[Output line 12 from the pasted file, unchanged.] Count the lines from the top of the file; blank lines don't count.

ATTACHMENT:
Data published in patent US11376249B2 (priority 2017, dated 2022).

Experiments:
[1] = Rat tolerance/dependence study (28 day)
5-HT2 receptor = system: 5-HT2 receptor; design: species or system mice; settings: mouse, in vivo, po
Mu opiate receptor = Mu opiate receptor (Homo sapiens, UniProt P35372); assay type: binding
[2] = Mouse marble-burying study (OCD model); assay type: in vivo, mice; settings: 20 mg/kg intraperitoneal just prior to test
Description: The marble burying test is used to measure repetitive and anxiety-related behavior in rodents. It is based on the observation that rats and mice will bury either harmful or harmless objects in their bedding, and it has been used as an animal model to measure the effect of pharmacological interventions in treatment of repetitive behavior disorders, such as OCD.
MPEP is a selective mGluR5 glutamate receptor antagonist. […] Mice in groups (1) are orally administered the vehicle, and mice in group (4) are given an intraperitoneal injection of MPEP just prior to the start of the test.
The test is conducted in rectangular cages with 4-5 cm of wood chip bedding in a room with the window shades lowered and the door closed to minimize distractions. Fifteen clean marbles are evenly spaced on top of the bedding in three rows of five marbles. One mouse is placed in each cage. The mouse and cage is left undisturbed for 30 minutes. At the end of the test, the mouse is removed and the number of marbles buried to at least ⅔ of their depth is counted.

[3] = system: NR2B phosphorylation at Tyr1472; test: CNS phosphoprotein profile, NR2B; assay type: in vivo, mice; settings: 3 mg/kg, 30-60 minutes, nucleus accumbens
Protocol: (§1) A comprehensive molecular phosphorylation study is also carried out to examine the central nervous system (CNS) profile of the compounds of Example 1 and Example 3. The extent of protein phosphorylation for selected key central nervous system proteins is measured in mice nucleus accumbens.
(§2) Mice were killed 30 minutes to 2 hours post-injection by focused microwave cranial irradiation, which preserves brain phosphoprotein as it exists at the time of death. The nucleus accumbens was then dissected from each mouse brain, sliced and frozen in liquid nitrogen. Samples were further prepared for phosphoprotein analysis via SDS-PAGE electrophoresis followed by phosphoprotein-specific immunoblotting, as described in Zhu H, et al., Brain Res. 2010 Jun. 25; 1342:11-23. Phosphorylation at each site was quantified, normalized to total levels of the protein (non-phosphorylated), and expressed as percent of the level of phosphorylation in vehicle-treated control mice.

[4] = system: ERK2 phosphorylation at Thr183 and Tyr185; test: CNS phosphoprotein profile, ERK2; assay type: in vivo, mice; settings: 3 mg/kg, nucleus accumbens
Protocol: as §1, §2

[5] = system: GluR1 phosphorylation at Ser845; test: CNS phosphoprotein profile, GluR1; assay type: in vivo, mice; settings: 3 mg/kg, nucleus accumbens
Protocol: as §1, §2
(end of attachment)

(§2) Mice were killed 30 minutes to 2 hours post-injection by focused microwave cranial irradiation, which preserves brain phosphoprotein as it exists at the time of death. The nucleus accumbens was then dissected from each mouse brain, sliced and frozen in liquid nitrogen. Samples were further prepared for phosphoprotein analysis via SDS-PAGE electrophoresis followed by phosphoprotein-specific immunoblotting, as described in Zhu H, et al., Brain Res. 2010 Jun. 25; 1342:11-23. Phosphorylation at each site was quantified, normalized to total levels of the protein (non-phosphorylated), and expressed as percent of the level of phosphorylation in vehicle-treated control mice.